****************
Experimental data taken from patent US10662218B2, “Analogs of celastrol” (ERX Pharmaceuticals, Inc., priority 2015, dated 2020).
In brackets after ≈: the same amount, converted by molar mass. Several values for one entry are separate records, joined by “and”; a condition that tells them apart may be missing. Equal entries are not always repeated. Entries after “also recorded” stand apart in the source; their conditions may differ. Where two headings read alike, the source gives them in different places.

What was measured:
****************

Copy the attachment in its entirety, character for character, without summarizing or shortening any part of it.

Experimental data taken from patent US10662218B2, “Analogs of celastrol” (ERX Pharmaceuticals, Inc., priority 2015, dated 2020).
In brackets after ≈: the same amount, converted by molar mass. Several values for one entry are separate records, joined by “and”; a condition that tells them apart may be missing. Equal entries are not always repeated. Entries after “also recorded” stand apart in the source; their conditions may differ. Where two headings read alike, the source gives them in different places.

What was measured: